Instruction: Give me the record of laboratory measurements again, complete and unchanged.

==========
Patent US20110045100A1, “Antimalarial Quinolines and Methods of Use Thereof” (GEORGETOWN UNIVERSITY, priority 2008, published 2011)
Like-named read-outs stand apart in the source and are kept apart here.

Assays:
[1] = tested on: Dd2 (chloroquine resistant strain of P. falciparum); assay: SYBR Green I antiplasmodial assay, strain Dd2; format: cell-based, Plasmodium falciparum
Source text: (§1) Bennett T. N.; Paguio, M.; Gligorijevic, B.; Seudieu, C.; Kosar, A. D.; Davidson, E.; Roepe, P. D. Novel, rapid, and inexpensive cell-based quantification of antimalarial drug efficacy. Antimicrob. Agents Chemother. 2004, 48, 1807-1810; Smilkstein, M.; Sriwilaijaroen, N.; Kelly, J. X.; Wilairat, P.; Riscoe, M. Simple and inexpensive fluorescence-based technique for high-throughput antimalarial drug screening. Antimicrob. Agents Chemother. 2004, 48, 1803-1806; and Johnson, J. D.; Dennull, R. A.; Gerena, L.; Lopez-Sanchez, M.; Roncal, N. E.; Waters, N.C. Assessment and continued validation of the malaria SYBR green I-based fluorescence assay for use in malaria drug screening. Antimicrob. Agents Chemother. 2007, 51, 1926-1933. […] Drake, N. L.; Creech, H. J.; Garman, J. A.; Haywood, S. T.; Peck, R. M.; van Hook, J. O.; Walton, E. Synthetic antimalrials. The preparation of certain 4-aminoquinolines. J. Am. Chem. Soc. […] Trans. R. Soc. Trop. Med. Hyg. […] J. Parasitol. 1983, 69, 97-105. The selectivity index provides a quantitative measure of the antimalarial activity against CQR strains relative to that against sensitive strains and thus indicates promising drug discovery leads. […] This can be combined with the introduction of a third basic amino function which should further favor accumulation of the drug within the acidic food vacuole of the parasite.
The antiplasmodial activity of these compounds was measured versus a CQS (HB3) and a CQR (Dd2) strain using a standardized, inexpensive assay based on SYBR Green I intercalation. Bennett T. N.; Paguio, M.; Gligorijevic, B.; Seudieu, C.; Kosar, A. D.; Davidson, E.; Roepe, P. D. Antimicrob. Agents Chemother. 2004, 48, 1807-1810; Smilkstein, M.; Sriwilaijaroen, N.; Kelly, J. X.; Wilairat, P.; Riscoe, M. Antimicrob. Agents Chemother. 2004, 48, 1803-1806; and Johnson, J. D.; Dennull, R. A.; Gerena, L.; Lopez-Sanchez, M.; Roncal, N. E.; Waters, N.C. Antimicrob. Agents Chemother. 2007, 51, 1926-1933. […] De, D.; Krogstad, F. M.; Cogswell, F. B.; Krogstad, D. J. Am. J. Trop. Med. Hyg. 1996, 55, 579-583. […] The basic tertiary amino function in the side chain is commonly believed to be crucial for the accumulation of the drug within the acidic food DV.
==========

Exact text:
Patent US20110045100A1, “Antimalarial Quinolines and Methods of Use Thereof” (GEORGETOWN UNIVERSITY, priority 2008, published 2011)
Like-named read-outs stand apart in the source and are kept apart here.

Assays:
[1] = tested on: Dd2 (chloroquine resistant strain of P. falciparum); assay: SYBR Green I antiplasmodial assay, strain Dd2; format: cell-based, Plasmodium falciparum
Source text: (§1) Bennett T. N.; Paguio, M.; Gligorijevic, B.; Seudieu, C.; Kosar, A. D.; Davidson, E.; Roepe, P. D. Novel, rapid, and inexpensive cell-based quantification of antimalarial drug efficacy. Antimicrob. Agents Chemother. 2004, 48, 1807-1810; Smilkstein, M.; Sriwilaijaroen, N.; Kelly, J. X.; Wilairat, P.; Riscoe, M. Simple and inexpensive fluorescence-based technique for high-throughput antimalarial drug screening. Antimicrob. Agents Chemother. 2004, 48, 1803-1806; and Johnson, J. D.; Dennull, R. A.; Gerena, L.; Lopez-Sanchez, M.; Roncal, N. E.; Waters, N.C. Assessment and continued validation of the malaria SYBR green I-based fluorescence assay for use in malaria drug screening. Antimicrob. Agents Chemother. 2007, 51, 1926-1933. […] Drake, N. L.; Creech, H. J.; Garman, J. A.; Haywood, S. T.; Peck, R. M.; van Hook, J. O.; Walton, E. Synthetic antimalrials. The preparation of certain 4-aminoquinolines. J. Am. Chem. Soc. […] Trans. R. Soc. Trop. Med. Hyg. […] J. Parasitol. 1983, 69, 97-105. The selectivity index provides a quantitative measure of the antimalarial activity against CQR strains relative to that against sensitive strains and thus indicates promising drug discovery leads. […] This can be combined with the introduction of a third basic amino function which should further favor accumulation of the drug within the acidic food vacuole of the parasite.
The antiplasmodial activity of these compounds was measured versus a CQS (HB3) and a CQR (Dd2) strain using a standardized, inexpensive assay based on SYBR Green I intercalation. Bennett T. N.; Paguio, M.; Gligorijevic, B.; Seudieu, C.; Kosar, A. D.; Davidson, E.; Roepe, P. D. Antimicrob. Agents Chemother. 2004, 48, 1807-1810; Smilkstein, M.; Sriwilaijaroen, N.; Kelly, J. X.; Wilairat, P.; Riscoe, M. Antimicrob. Agents Chemother. 2004, 48, 1803-1806; and Johnson, J. D.; Dennull, R. A.; Gerena, L.; Lopez-Sanchez, M.; Roncal, N. E.; Waters, N.C. Antimicrob. Agents Chemother. 2007, 51, 1926-1933. […] De, D.; Krogstad, F. M.; Cogswell, F. B.; Krogstad, D. J. Am. J. Trop. Med. Hyg. 1996, 55, 579-583. […] The basic tertiary amino function in the side chain is commonly believed to be crucial for the accumulation of the drug within the acidic food DV.